Dressing the Part
by James R. Miller
One of the oft-overlooked keys to success in any field of endeavor is dressing the part of the winner. It is a sad but true reflection on the superficiality of much of human interaction that the competitor who has the look of a champion will often be treated like one–even if he lacks the accompanying abilities that make a true champion. By the same token, the competitor with a losing appearance will be treated with less respect by his fellow competitors, a situation with the potential to become a self-fulfilling prophecy.
With that in mind, it is at the very least heartening that the Buffalo Bills have chosen to introduce new uniforms at this time. The old uniforms had come to be associated not with the four straight trips to the Super Bowl back in the franchise’s glory years, but rather with the four straight losses in those games–and even worse, with the team’s gradual decline thereafter into the lower realms of the NFL power structures.
As was hinted in last issue’s column, the arrival here in Buffalo of a rejuvenated Drew Bledsoe at quarterback makes this an opportune time to change other aspects of the team’s fortunes, and the uniforms would certainly fall into that category. Of course, with the NFL’s strict guidelines, the new uniforms were in the works long before the Bledsoe trade was even a dot on the radar. Even so, the timing must be viewed as a fortuitous coincidence: an extremely successful off-season (not only owing to the Bledsoe trade) has given the team the renewed confidence of a winner. The right uniforms could possibly give them the confidence of a champion.
But we mustn’t get ahead of ourselves here. Note that I said “right” uniforms. For if history has taught us anything, there is a right and wrong way to change. Whereas the freewheeling liberal changes haphazardly, often simply following whatever is the latest fad, the pragmatic conservative changes naturally–that is, gradually and logically, in just the same way that our planet and all life upon it have been evolving over these many eons.
It is this self-evident knowledge that causes me some degree of concern when I consider the Bills’ new uniforms. On the one hand, the new home uniforms do seem to reflect the sensible path of pragmatic conservative change referred to above. The overall look remains the same, with the changes being subtle ones that have a sound logical basis (such as the more fearsome deep blue color chosen for the jerseys’ primary color). Overall, they recall the past without dwelling unnecessarily on it and seem to represent a more efficient and modern costume suited to performing on the modern field of battle.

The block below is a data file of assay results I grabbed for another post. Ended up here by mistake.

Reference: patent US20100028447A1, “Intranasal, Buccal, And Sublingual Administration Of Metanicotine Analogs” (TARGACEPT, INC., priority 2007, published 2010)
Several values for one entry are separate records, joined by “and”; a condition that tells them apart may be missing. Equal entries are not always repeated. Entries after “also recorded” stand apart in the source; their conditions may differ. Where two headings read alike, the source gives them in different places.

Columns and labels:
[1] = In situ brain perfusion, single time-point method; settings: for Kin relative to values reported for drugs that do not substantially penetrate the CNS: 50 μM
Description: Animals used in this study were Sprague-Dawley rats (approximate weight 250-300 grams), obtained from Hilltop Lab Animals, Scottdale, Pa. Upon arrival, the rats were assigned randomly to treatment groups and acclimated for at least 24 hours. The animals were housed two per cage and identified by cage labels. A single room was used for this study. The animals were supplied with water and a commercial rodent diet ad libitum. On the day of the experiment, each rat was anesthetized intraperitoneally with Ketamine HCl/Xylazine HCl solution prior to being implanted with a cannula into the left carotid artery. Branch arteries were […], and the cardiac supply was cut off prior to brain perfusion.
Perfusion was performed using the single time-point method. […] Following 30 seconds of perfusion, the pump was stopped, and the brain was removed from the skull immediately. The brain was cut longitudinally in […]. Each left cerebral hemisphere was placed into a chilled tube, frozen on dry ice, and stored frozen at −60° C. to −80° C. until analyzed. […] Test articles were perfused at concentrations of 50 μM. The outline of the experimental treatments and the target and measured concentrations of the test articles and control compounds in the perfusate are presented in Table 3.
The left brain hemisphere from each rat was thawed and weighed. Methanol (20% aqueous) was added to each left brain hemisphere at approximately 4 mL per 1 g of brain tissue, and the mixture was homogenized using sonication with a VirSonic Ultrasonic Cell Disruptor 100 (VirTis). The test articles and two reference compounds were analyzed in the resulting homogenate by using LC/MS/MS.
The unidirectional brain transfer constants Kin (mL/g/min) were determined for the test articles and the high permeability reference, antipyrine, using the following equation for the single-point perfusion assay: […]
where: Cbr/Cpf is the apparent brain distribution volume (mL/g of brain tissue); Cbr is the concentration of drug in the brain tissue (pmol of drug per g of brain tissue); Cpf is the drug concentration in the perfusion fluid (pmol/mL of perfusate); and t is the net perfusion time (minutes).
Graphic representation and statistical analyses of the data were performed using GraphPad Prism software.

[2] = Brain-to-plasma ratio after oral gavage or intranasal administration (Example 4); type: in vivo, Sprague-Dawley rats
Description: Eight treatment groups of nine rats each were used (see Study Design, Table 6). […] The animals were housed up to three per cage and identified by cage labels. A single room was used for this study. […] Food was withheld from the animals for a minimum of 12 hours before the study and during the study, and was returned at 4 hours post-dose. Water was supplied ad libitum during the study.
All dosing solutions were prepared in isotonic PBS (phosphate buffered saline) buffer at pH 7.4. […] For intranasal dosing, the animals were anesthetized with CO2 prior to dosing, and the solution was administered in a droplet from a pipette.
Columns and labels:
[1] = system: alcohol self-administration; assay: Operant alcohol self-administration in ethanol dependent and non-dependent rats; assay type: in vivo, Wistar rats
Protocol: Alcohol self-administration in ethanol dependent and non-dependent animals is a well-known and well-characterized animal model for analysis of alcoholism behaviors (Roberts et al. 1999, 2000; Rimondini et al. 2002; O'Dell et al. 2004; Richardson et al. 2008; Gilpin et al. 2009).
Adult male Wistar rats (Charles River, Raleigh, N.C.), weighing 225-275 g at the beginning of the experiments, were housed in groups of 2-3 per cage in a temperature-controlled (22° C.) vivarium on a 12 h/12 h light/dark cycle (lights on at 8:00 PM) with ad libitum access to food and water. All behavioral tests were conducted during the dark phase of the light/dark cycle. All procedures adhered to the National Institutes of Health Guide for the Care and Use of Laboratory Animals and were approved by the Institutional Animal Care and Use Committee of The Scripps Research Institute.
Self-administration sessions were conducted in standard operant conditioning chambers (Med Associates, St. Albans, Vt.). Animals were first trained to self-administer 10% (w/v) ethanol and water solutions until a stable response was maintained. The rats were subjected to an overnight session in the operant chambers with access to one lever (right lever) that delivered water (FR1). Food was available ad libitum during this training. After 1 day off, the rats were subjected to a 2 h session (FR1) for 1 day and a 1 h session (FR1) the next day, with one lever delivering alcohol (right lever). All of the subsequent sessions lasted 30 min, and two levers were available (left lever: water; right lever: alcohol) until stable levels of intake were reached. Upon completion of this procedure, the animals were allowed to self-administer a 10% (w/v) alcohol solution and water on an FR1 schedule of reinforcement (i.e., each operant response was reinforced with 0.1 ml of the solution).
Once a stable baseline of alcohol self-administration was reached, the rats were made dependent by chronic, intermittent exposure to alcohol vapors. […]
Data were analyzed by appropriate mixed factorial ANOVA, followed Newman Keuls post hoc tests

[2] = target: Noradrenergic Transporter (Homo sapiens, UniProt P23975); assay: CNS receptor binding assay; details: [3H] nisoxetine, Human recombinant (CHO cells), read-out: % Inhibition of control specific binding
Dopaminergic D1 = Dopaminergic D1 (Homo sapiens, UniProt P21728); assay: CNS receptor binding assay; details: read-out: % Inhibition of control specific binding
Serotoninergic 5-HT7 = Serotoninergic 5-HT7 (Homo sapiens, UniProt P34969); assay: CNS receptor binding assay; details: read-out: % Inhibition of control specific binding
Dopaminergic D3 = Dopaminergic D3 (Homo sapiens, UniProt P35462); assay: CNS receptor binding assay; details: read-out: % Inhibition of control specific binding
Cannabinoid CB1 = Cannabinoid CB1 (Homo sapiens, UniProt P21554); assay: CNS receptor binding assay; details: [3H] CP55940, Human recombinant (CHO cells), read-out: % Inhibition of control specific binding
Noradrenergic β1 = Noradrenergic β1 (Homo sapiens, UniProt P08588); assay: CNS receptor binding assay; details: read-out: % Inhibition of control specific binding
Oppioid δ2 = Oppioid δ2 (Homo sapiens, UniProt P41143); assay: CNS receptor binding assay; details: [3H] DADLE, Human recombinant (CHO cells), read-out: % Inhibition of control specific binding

The same cannot be said, however, of the new away uniforms, which it pains me to say reflect a certain base element of pandering to the latest fads. As has been much commented on in the media, these new uniforms are reminiscent of the Tennessee Titans’ uniforms, the team from which Head Coach Gregg Williams arrived here in Buffalo. Coach Williams achieved a great deal as a coordinator in Nashville, they say, so it is only natural that he should wish to bring certain elements of that winning tradition with him here.
But what I have not heard commented on is the fact that the Titans’ championship run two years ago came up just a bit short. In fact, just like the Bills back in the their first Super Bowl, Tennessee came up just a yard short (a yard right in the Bills’ case, of course) on the game’s final play against the NFC opponent.
It is a universally held view in the world of business–and indeed, in all competitive fields–that when copying one’s competitors, one should emulate those who have achieved the greatest successes. Thus, it does concern me somewhat that the Bills appear to be following in the footsteps of a team whose near-triumph mirrors its own. Furthermore, the Titans’ decline following that Super Bowl heartbreak has been far more swift than the Bills’ a decade earlier. Thus, as the season approaches, we should take pains to remain rational and not succumb to overly optimistic giddiness.
But that does not mean that we cannot still revel somewhat in what is certainly an exciting time in Buffalo sports history. After all, it is not as if we are fans of the Cincinnati Bengals. Unlike that woeful franchise, ours is a team that–despite its many setbacks–I believe still possesses the heart of a champion.
Soccer: The “Other” Football?
What with the mild case of soccer fever that is now sweeping the country in conjunction with the American team’s unprecedented success in the current World Cup tournament, I think this would be a good time to say a few words about that piteous sport that dares to share a name throughout much of the world with our beloved American game.
Why, even some of my self-proclaimed “conservative” colleagues have of late taken an inappropriate interest in soccer. In their defense, they argue that it makes good conservative sense for a dedicated football fan to learn to enjoy the game from which our American football derived. This is pure nonsense, of course. Far from representing a conservative approach, this fashionable obsession with soccer stinks of the worst kind of reactionaryism. And certainly the tumultuous events of the 20th century have clearly demonstrated the hell to which that kind of reactionary mindset leads. Those who now find themselves indulging their atavistic interest in a game forbidding the use of the hands would do just as well to cease walking upright and return to the miserable level of dumb beasts.
The civilized majority, on the other hand, will be attending to personal matters and waiting patiently for that glorious day when the football season begins anew.
Born and raised in Hamburg, James R. Miller is currently completing post-doctoral work at London School of Economics.